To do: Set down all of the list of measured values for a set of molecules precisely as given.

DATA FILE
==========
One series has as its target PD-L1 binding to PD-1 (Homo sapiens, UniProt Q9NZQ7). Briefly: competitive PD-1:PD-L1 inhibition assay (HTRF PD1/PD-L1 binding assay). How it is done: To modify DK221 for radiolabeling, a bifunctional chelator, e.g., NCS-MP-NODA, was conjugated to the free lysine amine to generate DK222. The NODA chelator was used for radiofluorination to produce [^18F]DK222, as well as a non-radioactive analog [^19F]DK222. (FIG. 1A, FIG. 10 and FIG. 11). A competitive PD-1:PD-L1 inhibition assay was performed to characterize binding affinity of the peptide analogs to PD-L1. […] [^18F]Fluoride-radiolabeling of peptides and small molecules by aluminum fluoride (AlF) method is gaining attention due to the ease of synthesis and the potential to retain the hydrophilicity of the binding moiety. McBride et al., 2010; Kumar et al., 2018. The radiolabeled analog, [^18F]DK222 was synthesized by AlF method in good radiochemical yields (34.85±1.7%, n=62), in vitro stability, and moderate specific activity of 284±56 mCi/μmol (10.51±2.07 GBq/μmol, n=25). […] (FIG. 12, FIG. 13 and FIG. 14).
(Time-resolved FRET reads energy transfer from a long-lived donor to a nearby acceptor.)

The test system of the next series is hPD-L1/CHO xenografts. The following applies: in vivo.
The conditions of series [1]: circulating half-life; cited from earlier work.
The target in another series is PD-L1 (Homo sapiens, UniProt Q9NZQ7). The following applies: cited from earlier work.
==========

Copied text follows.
One series has as its target PD-L1 binding to PD-1 (Homo sapiens, UniProt Q9NZQ7). Briefly: competitive PD-1:PD-L1 inhibition assay (HTRF PD1/PD-L1 binding assay). How it is done: To modify DK221 for radiolabeling, a bifunctional chelator, e.g., NCS-MP-NODA, was conjugated to the free lysine amine to generate DK222. The NODA chelator was used for radiofluorination to produce [^18F]DK222, as well as a non-radioactive analog [^19F]DK222. (FIG. 1A, FIG. 10 and FIG. 11). A competitive PD-1:PD-L1 inhibition assay was performed to characterize binding affinity of the peptide analogs to PD-L1. […] [^18F]Fluoride-radiolabeling of peptides and small molecules by aluminum fluoride (AlF) method is gaining attention due to the ease of synthesis and the potential to retain the hydrophilicity of the binding moiety. McBride et al., 2010; Kumar et al., 2018. The radiolabeled analog, [^18F]DK222 was synthesized by AlF method in good radiochemical yields (34.85±1.7%, n=62), in vitro stability, and moderate specific activity of 284±56 mCi/μmol (10.51±2.07 GBq/μmol, n=25). […] (FIG. 12, FIG. 13 and FIG. 14).
(Time-resolved FRET reads energy transfer from a long-lived donor to a nearby acceptor.)

The test system of the next series is hPD-L1/CHO xenografts. The following applies: in vivo.
The conditions of series [1]: circulating half-life; cited from earlier work.
The target in another series is PD-L1 (Homo sapiens, UniProt Q9NZQ7). The following applies: cited from earlier work.